The soul that comes into this world to further its spiritual education has a destiny. Together with its teachers in the higher worlds it will have considered the most effective way to pay off its karmic debts, that is to say, to compensate for wrong decisions made in the past, and to experience those circumstances from which it can best learn. It will also be looking for opportunities for service. These are the three factors which must be taken into account when that destiny is planned. But when the soul is born it loses touch with its spiritual self, except, if it is reasonably advanced, through fleeting impression. Its initial circumstances may have been decided, and some thereafter, but how it reacts to those circumstances will determine its future course.

It may be the destiny of some people to suffer violent death. This may be part of their karma or it may be a sacrifice that they have volunteered to make in order to help others. It is not part of anybody's destiny to be a murderer. That could only be the result of wrong decisions, probably many of them, taken in defiance of the person's true path and real nature. Incidentally, it is interesting to consider that, from a spiritual perspective, the actual crime of murder cannot be to take life as life is not taken, spiritually speaking. It is to interfere with free will in the most dramatic way possible, and to deny the victim the chance to progress with his experience in this world. Needless to say that does not lessen the crime or excuse it in any way, particularly since, in most cases, the murderer believes that he is taking life, and, from the spiritual point of view, intent is often more important than action.

Some people talk of fate but I don’t believe in fate as such because it implies an undeviating inflexibility that is not part of the pattern of this world. I do believe in destiny and I also believe in free will which I see as working together. I believe in these things anyway but the Masters confirmed that both exist when they told me that there was a path laid out for me but I had to tread it. Destiny is God’s purpose for us and free will is how we respond to that purpose. What we make of it. So we have a path but we have to walk it and we can do so in a straight line or by wandering off it slightly or even straying completely. If we do the latter, it may be that circumstances seek to pull us back but ultimately we must make ourselves, and how we respond to external events is always up to us.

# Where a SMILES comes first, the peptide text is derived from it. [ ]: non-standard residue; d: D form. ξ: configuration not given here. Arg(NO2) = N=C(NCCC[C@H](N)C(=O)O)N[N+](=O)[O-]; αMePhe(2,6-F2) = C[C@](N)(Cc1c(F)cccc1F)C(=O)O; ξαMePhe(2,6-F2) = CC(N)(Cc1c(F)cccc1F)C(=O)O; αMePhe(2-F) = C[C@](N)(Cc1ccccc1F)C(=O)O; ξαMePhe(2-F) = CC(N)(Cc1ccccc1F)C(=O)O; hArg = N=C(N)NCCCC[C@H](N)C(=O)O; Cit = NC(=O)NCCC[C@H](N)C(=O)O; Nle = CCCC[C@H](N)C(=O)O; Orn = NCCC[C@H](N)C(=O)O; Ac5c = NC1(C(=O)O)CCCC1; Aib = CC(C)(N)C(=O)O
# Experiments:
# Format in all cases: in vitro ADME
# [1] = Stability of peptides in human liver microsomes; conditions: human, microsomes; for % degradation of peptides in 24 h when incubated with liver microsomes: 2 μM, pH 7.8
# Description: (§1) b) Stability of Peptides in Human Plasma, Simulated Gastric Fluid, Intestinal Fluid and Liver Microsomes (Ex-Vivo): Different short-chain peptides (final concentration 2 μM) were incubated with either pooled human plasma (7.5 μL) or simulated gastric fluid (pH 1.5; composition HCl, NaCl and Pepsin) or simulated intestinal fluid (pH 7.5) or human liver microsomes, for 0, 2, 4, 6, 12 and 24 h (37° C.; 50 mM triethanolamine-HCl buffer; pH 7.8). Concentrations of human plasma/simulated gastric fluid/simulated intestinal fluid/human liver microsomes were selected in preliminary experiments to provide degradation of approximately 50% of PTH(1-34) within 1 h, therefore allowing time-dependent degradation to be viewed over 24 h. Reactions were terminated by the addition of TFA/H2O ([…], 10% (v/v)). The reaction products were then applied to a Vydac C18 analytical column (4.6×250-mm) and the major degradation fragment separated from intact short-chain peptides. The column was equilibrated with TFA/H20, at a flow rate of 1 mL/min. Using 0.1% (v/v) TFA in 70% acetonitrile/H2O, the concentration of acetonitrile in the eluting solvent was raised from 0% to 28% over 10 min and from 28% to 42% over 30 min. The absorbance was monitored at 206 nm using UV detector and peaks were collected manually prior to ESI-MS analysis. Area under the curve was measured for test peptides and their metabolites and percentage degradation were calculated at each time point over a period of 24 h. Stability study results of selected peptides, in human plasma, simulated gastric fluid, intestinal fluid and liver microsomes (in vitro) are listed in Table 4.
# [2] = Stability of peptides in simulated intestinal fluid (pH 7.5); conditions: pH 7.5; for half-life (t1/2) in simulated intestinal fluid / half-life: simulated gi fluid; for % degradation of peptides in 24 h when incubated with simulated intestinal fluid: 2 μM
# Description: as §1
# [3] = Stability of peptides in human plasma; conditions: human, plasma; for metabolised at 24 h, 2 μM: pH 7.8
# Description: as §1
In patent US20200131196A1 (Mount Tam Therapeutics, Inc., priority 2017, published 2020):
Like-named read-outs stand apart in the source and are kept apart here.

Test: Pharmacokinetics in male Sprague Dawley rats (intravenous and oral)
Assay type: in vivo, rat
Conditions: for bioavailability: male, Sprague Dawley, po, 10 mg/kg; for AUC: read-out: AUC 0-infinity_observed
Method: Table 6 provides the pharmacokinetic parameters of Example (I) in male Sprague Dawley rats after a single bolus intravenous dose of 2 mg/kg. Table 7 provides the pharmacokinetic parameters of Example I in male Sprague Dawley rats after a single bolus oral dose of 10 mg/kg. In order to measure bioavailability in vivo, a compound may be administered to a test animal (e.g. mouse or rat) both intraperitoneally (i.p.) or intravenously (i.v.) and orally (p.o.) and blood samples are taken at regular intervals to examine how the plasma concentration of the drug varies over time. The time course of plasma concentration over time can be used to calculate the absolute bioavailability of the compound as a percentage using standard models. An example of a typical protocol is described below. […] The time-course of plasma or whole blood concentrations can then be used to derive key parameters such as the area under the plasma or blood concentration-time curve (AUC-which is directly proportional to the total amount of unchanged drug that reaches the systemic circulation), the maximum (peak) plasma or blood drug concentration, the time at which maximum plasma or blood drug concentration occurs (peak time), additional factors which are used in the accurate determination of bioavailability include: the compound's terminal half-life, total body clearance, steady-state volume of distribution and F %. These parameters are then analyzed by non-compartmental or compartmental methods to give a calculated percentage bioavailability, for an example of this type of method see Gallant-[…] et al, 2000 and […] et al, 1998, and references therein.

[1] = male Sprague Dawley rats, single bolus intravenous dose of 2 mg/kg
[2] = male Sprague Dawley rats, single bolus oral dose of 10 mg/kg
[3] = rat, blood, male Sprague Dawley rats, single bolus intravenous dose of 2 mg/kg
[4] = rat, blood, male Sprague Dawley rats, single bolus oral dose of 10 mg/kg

I think that most people left to themselves (i.e. without interference by the professionals) tend to accept both free will and destiny and not necessarily see a contradiction between them unless they try to over-analyse and think that one has to exclude the other. We experience ourselves as free to choose, and while theories that our choices are dictated by heredity and circumstances may be true up to a point, they are not the whole truth. There is always something in us that remains individually autonomous and free. At the same time, certain events in our life do seem pre-destined. We can’t prove that but we do feel it and, though it may be the fashion to dismiss such feelings as irrational, a wiser course might be to see them as intuitive recognitions of truth while never, of course, ruling out the possibility of self-deception or superstition which will always exist until the human mind transcends its limitations.

So to the question as to whether we are fated or free there is only one possible answer. We are both fated and free but the fated aspect of our lives only exists to bring us greater freedom.